We find continually that the God of heaven is the real Deity. “I will do all My pleasure”—all. There is no obstacle to Him. “Whatsoever the Lord pleased, that did He in heaven and in earth, in the seas and in all deep places.” (Ps. 90:6.) Here is infinite power, and it dwells in One that conies to a poor sinner with infinite good-will. It is not the flimsy will of man that would but cannot do. It is His who said to the leper, “I will; be thou clean.” The man with his leprosy had surely willed as much as possible to be cleansed; but his will had no power. When the Lord said, “I will; be thou clean,” immediately the leprosy was cleansed.
If you are in trouble, free-will cannot help you, nor reason. The supposed righteousness of man is another idol; our hearts cleave to it, but neither can this help us in time of need. Truly it may be said of all our idols, “There is no help in them.” They never arise to our help, nor move; and it is senseless to bow down to them. Now “who is a God like unto Thee?”
Here is a woman with sorrow and guilt upon her conscience, that bows down her soul. If you know what guilt is, you know it really destroys all the pleasures of life and the profits of life. A guilty conscience is a gnawing worm. There is nothing before it but destruction. When you have had guilt in your soul, you may have tried your own righteousness to relieve you; but it could not ease the pangs of guilt. There was a woman who was really guilty, who came to the feet of the Lord Jesus Christ; and ultimately He said to her, “Thy sins are forgiven. Thy faith hath saved thee; go in peace.” (Lu. 7:48, 50.)
Again. There was one sick of the palsy brought to the Lord, borne of four on a bed. There was a crowd round the house; and they were obliged to climb to the top, and take away the covering, to let down the man in the midst. “Who is a God like unto Thee?” He saw their faith in the action, and saw something too in the man; and before He cured his body, He attended to his soul, saying, “Son, thy sins are forgiven thee.” What was the cure of his limbs to that of his soul? It was but trifling in comparison with this declaration. Then He gave the command: “Take up thy bed, and walk;” and the man arose, and took up that whereon he lay, and went forth. The Lord healed his body to show that He could forgive sins. The first act was as effectual as the second ; and this was the proof of it.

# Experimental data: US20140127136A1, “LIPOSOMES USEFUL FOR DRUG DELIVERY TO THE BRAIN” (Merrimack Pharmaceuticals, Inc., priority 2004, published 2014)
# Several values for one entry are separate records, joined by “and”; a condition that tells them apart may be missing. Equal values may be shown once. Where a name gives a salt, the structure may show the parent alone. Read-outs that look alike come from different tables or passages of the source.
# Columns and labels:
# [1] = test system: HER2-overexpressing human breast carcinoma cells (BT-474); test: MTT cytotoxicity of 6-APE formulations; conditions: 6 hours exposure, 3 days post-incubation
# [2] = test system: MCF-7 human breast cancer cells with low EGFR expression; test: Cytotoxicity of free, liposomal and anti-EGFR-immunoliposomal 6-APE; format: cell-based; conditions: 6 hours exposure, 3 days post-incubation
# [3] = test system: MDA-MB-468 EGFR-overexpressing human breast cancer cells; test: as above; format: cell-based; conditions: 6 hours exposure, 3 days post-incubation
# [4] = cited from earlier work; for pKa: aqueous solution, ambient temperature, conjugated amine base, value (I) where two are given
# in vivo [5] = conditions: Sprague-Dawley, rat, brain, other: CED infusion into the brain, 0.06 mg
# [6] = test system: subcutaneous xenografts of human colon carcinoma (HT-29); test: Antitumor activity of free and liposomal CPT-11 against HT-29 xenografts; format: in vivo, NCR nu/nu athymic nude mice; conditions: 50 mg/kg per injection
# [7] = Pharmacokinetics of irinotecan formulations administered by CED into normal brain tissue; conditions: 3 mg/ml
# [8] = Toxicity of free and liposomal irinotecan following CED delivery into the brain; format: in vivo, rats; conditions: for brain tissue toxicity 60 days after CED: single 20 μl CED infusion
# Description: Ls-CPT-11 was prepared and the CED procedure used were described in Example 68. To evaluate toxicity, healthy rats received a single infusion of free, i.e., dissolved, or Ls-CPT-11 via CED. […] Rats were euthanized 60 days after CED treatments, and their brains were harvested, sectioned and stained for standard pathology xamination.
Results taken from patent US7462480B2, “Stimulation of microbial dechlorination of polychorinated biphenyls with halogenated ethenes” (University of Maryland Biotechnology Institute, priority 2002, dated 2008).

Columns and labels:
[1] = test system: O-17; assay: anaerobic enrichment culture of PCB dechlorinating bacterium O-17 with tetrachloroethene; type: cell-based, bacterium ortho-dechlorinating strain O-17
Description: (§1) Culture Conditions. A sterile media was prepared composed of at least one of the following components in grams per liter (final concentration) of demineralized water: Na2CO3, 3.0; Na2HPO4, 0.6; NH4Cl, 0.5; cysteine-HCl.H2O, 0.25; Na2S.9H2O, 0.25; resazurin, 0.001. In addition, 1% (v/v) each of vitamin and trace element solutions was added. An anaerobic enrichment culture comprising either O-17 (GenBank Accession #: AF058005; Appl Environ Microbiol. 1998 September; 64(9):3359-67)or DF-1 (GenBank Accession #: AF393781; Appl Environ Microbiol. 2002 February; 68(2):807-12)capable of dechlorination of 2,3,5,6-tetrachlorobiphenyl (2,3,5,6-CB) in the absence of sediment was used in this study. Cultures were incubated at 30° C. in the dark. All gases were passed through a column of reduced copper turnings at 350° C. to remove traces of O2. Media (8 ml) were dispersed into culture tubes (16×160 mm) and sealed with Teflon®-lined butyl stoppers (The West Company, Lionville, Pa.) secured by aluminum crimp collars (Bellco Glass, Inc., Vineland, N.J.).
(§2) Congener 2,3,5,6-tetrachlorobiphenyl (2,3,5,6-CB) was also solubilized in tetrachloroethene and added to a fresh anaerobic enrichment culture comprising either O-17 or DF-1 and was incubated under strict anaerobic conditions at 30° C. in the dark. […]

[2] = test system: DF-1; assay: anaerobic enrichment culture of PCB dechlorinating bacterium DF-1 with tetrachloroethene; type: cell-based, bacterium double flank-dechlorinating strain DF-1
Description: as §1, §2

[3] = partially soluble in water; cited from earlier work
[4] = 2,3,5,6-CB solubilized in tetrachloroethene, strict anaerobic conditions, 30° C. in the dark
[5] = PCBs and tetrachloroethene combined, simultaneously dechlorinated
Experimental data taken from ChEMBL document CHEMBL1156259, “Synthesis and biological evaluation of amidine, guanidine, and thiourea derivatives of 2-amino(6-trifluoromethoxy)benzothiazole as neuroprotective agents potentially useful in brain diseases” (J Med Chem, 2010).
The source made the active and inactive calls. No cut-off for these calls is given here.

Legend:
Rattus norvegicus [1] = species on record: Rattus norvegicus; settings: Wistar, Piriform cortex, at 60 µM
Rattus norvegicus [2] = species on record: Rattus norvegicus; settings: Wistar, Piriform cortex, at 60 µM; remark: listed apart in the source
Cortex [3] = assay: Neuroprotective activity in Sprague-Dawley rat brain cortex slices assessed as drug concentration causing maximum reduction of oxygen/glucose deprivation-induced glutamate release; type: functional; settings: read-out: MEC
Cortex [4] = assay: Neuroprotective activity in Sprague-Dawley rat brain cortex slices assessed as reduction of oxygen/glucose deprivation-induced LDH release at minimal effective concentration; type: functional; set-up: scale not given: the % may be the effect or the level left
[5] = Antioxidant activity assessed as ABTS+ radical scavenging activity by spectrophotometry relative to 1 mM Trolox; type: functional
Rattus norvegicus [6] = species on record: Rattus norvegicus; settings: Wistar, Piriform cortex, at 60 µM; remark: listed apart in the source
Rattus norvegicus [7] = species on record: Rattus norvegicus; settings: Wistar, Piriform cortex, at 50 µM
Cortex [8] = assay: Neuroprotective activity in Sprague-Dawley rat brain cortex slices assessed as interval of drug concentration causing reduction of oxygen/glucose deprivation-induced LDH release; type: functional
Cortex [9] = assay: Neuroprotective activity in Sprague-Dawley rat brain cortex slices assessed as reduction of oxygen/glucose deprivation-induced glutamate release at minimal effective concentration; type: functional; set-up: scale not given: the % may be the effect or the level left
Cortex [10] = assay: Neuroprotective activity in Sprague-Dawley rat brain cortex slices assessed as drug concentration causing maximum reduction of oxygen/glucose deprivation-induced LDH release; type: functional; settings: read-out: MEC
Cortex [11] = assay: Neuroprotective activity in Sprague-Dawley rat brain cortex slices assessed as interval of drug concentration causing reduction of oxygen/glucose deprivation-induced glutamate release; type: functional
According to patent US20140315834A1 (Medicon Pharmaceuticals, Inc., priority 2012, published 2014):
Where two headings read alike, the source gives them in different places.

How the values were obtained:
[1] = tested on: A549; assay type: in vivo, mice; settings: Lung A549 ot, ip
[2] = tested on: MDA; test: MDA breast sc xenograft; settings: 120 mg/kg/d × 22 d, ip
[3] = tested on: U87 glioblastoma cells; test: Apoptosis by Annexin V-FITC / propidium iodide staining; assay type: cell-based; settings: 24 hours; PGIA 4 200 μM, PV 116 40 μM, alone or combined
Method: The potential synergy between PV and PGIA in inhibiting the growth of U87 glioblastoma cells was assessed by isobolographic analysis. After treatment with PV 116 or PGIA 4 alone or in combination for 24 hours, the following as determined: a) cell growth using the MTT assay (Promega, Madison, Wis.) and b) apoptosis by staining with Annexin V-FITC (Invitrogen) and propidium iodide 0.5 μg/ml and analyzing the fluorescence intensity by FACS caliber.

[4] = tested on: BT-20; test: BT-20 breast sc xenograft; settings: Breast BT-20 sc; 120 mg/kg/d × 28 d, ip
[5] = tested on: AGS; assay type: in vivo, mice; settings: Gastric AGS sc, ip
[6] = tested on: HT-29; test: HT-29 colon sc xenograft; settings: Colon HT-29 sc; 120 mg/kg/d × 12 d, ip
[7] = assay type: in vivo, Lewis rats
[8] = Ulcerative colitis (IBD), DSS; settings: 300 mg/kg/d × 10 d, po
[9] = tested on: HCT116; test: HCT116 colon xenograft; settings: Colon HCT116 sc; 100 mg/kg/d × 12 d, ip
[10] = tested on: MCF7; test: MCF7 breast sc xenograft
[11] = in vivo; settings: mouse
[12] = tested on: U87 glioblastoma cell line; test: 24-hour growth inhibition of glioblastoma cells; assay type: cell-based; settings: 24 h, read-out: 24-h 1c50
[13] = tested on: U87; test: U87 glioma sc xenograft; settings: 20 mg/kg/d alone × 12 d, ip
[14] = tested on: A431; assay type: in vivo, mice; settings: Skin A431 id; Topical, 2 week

In like manner, when you are brought to the same Lord, you will feel, “Who is a God like unto Thee, that pardoneth iniquity?” He takes away the pangs of guilt from the conscience, removes the gnawing worm, and brings peace and pardon. He gives that which would cause your soul to feel enjoyment whether in a workhouse or not,—it is the peace of God. When you have been in trouble, and your friends have closed up their hearts against you; when you must have help from some one, and you have lifted up your heart to God; then you are brought to feel, “Who is a God like unto Thee?”
We have leaned to self; we have leaned to man; and these are but idols. We have been ready to sink, with a burden of guilt upon the conscience, under the hidings of God’s face, feeling as though we were passed over to Satan’s power, for him to do what he pleased with us; and God has sent His Word: “Thy sins arc forgiven thee!” What a return to peace, joy, and comfort that poor sinner finds!